Of the Southern California districts with high schools that answered KPCC’s survey, the majority said they offered theater to more than 80 percent of students. Only 47 percent said they offered dance at that same level, but that's still better than the national average.

Jones said this may be the real effect of California’s education code requiring all four art forms: it may encourage districts to offer theater and dance classes, which are harder to find in schools across the country than visual arts and music.

Beyond funding, many school officials said they don’t have the time in the school day – or the right staff – to expand arts access.

“There is very little money to do the things we would like to do,” wrote Lisa Bloom, director of instruction and special projects for the Castaic Union School District. “There are very few staff members with enough time to write grants for the things we need.”

The district adopted an arts plan in 2006 and shares training with four other school districts in the Santa Clarita Valley.

The three districts that cited the highest level of arts access across all K-12 grade levels are Capistrano Unified, Irvine Unified and Las Virgenes Unified. All have free-lunch populations of 24 percent or less.

Capistrano Unified reported offering more than 80 percent of its middle school and high school students access to all four art forms. The district’s first to sixth graders had far less access: 10 percent or fewer received instruction every year in dance and theater.

Las Virgenes offered all four art forms to more than 80 percent of its elementary and high school students, with middle schoolers receiving less access. Irvine Unified offered more than 80 percent of its high schoolers access to all four art forms – but fewer elementary and middle school students received dance and theater instruction.

Only three districts with elementary students reported they provide dance instruction to more than 80 percent of students: Fullerton School District, Moorpark Unified and Las Virgenes Unified School District. In those districts 44 percent, 34 percent and 6 percent receive free or reduced lunch, respectively, defying a pattern.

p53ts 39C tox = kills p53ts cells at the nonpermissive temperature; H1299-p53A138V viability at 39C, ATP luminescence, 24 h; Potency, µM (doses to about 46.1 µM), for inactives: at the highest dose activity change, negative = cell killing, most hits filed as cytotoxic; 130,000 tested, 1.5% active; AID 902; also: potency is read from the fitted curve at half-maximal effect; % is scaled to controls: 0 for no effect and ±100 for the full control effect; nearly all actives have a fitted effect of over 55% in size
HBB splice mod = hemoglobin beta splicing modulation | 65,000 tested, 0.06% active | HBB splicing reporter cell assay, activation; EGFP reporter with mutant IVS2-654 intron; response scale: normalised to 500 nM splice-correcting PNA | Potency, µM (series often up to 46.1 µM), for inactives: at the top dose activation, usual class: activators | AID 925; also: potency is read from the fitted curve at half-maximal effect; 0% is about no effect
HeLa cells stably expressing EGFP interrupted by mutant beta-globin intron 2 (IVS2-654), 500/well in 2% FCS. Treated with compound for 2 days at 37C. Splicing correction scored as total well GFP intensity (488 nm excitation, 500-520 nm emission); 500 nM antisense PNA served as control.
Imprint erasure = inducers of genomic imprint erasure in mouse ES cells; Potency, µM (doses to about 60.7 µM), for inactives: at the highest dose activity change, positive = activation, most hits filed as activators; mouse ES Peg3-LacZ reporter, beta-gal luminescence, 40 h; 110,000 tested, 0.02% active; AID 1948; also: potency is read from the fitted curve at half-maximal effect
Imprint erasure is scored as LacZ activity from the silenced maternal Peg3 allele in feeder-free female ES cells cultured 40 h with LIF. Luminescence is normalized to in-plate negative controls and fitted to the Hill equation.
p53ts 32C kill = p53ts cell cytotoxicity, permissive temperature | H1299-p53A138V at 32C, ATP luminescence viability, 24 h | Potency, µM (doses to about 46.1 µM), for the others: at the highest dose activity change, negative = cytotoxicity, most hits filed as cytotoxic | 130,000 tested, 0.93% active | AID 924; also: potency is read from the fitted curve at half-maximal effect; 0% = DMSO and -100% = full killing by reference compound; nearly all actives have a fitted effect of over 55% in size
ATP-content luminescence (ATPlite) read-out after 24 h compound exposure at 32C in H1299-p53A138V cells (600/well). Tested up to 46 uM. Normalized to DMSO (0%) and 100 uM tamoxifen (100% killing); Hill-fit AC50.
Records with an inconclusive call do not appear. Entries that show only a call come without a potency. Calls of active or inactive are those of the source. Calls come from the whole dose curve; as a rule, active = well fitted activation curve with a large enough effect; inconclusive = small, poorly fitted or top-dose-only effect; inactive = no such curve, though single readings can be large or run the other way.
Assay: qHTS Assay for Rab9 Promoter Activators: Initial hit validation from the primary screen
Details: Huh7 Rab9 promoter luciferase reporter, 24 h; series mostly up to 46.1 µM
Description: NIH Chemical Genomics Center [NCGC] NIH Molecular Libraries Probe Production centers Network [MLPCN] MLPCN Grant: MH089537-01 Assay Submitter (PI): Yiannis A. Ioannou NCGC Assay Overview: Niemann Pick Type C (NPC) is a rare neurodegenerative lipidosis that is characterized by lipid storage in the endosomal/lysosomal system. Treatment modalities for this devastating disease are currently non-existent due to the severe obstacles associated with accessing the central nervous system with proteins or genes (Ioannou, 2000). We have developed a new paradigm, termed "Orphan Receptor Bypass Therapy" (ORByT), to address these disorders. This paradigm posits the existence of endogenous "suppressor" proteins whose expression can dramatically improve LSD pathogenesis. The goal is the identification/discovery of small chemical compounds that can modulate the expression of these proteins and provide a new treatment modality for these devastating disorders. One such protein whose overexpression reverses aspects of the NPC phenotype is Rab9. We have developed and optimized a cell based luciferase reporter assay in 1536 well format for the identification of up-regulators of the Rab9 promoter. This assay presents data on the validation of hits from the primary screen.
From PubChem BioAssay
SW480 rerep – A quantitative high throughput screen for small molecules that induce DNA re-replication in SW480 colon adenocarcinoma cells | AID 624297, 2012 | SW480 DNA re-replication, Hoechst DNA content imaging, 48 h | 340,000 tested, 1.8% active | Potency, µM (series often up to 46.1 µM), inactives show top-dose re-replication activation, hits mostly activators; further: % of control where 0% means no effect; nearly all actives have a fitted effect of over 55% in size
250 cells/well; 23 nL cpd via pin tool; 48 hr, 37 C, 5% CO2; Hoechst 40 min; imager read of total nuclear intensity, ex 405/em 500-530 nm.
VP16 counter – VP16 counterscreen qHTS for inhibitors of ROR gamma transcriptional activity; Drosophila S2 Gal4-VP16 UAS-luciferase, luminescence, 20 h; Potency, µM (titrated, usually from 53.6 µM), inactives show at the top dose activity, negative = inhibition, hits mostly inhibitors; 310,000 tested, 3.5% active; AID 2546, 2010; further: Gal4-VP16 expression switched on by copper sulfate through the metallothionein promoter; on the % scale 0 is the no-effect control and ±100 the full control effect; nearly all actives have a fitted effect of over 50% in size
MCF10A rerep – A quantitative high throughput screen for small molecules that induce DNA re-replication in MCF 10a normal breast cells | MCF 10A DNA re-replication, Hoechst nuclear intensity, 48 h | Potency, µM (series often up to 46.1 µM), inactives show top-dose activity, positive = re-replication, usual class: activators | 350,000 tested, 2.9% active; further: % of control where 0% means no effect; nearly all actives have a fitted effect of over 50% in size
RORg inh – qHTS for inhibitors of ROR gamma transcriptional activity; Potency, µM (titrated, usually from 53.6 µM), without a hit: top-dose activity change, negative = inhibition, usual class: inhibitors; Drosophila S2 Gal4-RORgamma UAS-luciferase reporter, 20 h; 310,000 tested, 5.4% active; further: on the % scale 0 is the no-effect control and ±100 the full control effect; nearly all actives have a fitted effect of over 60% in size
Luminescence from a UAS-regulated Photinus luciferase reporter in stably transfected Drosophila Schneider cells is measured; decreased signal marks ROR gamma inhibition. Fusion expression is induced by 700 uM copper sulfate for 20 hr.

Some district officials contacted by KPCC said estimating arts instruction and access can be challenging, and accurate numbers aren’t always readily available.

Other findings:

Many districts said help from outside organizations and parent fundraising – both with providing arts instructors and funding - was instrumental in helping them get high quality arts access to more students.

Some said arts integration, where general classroom teachers meld the arts into subjects like math and history, helped them increase access. That’s one of the strategies Castaic Union uses. All but 10 districts reported using arts integration techniques to some degree.

It is also the main strategy L.A. Unified officials are proposing for their $15.7 million arts expansion.

The average size of school districts that responded to the survey was about 18,700 students. The largest to complete the survey was Santa Ana Unified, which has about 57,000 students. It’s the third largest district in Southern California’s five counties.

The survey was conducted online and respondents were required to have permission from the superintendent to complete the survey.

For details on how to participate in the survey contact Mary Plummer via email:

Selected survey results

Notes about this data: This graph is based on self-reported arts access from K-12 districts that provided usable data. Some school districts contacted by KPCC reported that arts access was hard to estimate. The free and reduced lunch percentages come from 2012-2013 California Department of Education data, the most recent numbers available. For the survey results, KPCC used averages when a range was given.